On board the City of Canterbury were mostly RAF personnel for Batavia, Java, Dutch East Indies while on board the other two ships were evacuees with were to be taken to Bombay.

The convoy was escorted by the light cruiser HMS Danae (Capt. F.J. Butler, MBE, RN) and the sloops HMIS Sutlej (Capt. P.A. Mare, RIN) and HMAS Yarra (Cdr. W.H. Harrington, RAN).

Around 1930GH/7, HMAS Yarra was detached to escort the damaged transport Hosang (British, 5698 GRT, built 1922) to Palembang. The transport however reported to be not in immediate danger and HMAS Yarra then joined the destroyer HMS Stronghold (Lt.Cdr.(Retd.) G.R. Pretor-Pinney, RN) which was towing the immobile destroyer HMAS Vendetta (Lt. W.G. Whitting, RANR(S)) from Singapore to Batavia, instead.

Around 0830GH/8, the destroyer HMS Electra (Cdr. C.W. May, RN) joined.

Around 1300GH/8, the light cruiser HMAS Hobart (Capt. H.L. Howden, CBE, RAN) joined south of Banka Strait.

Around 1500GH/8, HMS Danae, HMIS Sutley and the City of Canterbury were detached to Batavia.

Around 1000GH/9, HMS Electra was detached to Batavia.

Around 1100GH/9, the convoy was dispersed. HMAS Hobart then set course to make rendezvous with convoy JS 1 which she did around 1350GH/10. (42)

8 Feb 1942 (position 0.00, 0.00)
Around 0615GH/8, HMAS Hobart (Capt. H.L. Howden, CBE, RAN) departed Batavia to make rendezvous south of Banka Strait with the EMU convoy.

[For more info on this convoy see the event ' Convoy EMU ' for 6 February 1942.] (41)

9 Feb 1942
Around 1100GH/9, convoy EMU was dispersed. HMAS Hobart (Capt. H.L. Howden, CBE, RAN) then set course to make rendezvous with convoy JS 1 which she did around 1350GH/10.

[For more info on convoy JS 1 see the event ' Convoy JS 1 ' for 3 February 1942.] (41)

14 Feb 1942
Around 0355GH/14, HMAS Hobart (Capt. H.L. Howden, CBE, RAN) is ordered to proceed to Oosthaven instead of Batavia to join the Allied Striking Force.

She arrived there around 0900GH/14. (41)

16 Feb 1942 (position 0.00, 0.00)
Around 1000GH/16, HrMs De Ruyter (Cdr. E.E.B. Lacomblé, RNN and flagship of Rear-Admiral K.W.F.M. Doorman, RNN), HrMs Tromp (Cdr. J.B. de Meester, RNN), HMS Exeter (Capt. O.L. Gordon, MVO, RN), HMAS Hobart (Capt. H.L. Howden, CBE, RAN), USS Barker (Lt.Cdr. A.J. Miller, USN) and USS Bulmer (Lt.Cdr. D.A. Harris, USN) arrived off Tandjong Priok / Batavia.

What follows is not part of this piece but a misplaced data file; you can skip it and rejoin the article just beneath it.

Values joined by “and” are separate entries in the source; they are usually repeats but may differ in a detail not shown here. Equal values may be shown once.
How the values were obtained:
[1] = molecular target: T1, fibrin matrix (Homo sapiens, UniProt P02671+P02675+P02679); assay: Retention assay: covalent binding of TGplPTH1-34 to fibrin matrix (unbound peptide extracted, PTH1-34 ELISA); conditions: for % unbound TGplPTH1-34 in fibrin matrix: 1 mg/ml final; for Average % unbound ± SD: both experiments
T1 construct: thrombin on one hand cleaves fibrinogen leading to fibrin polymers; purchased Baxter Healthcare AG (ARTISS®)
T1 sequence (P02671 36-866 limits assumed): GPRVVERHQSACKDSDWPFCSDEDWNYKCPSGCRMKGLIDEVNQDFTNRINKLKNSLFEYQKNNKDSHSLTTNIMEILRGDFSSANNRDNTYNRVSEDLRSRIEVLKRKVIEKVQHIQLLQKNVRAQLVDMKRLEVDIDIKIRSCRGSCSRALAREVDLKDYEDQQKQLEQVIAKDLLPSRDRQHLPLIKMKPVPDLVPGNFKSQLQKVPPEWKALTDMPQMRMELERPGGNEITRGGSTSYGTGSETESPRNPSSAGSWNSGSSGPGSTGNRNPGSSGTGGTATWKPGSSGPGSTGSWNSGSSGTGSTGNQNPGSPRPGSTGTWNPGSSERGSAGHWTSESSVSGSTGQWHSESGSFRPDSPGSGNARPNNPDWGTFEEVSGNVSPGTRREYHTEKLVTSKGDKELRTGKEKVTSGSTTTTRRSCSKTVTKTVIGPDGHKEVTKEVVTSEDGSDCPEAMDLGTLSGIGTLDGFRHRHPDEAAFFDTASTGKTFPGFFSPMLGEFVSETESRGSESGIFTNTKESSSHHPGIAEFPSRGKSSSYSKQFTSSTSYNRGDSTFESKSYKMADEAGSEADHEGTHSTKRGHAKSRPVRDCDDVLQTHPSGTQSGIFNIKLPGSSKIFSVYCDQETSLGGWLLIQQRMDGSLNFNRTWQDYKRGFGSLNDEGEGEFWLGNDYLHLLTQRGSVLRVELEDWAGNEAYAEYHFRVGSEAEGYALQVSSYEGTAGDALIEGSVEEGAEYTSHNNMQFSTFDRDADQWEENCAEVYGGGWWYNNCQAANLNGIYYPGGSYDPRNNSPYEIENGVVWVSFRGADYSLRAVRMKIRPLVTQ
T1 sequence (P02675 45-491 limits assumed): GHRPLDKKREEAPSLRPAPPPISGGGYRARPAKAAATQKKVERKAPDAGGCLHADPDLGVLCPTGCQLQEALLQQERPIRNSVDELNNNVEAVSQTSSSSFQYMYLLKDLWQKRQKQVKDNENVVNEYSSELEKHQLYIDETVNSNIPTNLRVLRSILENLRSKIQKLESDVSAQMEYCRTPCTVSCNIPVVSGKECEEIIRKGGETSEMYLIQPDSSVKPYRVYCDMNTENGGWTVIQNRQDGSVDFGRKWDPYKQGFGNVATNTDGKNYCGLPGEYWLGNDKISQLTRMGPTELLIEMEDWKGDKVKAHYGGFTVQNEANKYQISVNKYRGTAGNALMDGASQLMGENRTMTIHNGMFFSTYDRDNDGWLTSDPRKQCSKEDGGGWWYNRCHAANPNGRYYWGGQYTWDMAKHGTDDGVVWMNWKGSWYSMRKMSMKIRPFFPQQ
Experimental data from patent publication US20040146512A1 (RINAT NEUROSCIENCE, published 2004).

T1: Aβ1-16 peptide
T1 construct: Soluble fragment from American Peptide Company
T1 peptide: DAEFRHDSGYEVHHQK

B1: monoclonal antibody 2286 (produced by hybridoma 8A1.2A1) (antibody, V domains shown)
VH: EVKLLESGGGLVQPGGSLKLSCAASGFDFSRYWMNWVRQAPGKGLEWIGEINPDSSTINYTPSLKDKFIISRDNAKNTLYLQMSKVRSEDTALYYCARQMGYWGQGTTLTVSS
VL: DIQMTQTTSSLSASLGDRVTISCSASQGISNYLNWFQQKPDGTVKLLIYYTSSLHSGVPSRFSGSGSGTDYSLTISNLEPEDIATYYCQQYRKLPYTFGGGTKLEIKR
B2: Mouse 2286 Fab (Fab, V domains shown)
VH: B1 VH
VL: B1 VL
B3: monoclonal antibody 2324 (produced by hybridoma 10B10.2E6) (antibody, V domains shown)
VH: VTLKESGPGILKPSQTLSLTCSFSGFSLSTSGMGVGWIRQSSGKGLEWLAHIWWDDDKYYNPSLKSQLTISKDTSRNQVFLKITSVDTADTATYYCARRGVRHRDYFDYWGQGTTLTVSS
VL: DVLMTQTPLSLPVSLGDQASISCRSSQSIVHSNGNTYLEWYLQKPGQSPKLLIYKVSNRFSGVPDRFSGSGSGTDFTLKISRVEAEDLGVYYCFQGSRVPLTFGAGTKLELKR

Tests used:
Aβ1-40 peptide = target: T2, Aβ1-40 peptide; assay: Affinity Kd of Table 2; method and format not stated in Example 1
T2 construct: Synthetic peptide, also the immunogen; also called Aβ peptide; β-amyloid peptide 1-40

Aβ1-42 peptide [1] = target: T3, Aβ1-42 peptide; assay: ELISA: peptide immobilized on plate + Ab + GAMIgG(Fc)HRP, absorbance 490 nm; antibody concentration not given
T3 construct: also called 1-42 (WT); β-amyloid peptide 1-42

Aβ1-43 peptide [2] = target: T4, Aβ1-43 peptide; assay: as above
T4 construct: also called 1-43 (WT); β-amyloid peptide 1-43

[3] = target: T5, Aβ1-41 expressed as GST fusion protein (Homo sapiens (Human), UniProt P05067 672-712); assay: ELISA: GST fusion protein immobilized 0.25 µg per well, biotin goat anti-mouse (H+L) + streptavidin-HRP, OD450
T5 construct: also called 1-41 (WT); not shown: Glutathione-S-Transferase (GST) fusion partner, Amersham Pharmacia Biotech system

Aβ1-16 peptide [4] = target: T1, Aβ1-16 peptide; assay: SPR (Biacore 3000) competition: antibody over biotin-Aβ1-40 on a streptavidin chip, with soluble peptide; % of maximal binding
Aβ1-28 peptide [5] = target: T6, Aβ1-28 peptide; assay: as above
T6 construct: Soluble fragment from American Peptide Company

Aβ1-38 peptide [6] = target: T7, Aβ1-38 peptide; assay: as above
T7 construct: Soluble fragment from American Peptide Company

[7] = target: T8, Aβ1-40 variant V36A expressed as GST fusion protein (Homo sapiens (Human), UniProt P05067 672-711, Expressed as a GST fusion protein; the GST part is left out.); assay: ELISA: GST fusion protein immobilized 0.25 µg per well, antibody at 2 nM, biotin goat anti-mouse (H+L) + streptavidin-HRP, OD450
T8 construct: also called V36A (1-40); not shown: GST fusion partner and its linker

earlier that morning, around 0625GH/16 and during a heavy rain squall, HrMs De Ruyter and HMAS Hobart had narrowly avoided grounding on Krawang Point, and subsequent colliding with each other. (41)

17 Feb 1942 (position 0.00, 0.00)
HMAS Hobart (Capt. H.L. Howden, CBE, RAN) commenced boiler cleaning at Tandjong Priok / Batavia. This was completed on 20 February. During boiler cleaning she remained at eight hours notice for sea. (41)

21 Feb 1942
Around 2355GH/21, HMAS Hobart (Capt. H.L. Howden, CBE, RAN) and HMS Electra (Cdr. C.W. May, RN) departed Batavia escorting the troopship Orcades (British, 23456 GRT, built 1937, with around 3500 evacuees / personnel on board) through the Sunda Strait. [Some sources gives this as convoy SJ 6.]

Around 0815GH/22, the ships had cleared the western entrance of the Sunda Strait.

Around 1700GH/22, HMS Electra was detached in position 08°45'S, 103°22'E to return to Batavia.

Around 2200GH/23, in position 05°16'S, 95°03'E, HMAS Hobart parted company with the Orcades which then continued on to Colombo unescorted. HMAS Hobart set course to return to Batavia. (41)

25 Feb 1942 (position 0.00, 0.00)
Around 0855GH/25, HMAS Hobart (Capt. H.L. Howden, CBE, RAN) arrived at Batavia from escort duty. (41)

6 Mar 1942

Convoy SU 2.

This convoy was made up of the following (troop) transports / tankers; Aronda (British, 9031 GRT, built 1941), British Aviator (British (tanker), 6998 GRT, built 1924), California Standard (Panamanian (tanker), 11246 GRT, built 1929), Dilwara (British, 11080 GRT, built 1936), Nevasa (British, 9213 GRT, built 1913), Querimba (British, 7769 GRT, built 1925), Rajula (British, 8478 GRT, built 1926) and Takliwa (British, 7936 GRT, built 1924).

On departure from Colombo the convoy was escorted by the light cruiser HMAS Hobart (Capt. H.L. Howden, CBE, RAN), sloop HMS Shoreham (Cdr. G.P. Claridge, RN) and corvette HMS Tulip (Lt.Cdr. A. Wilkinson, RNR).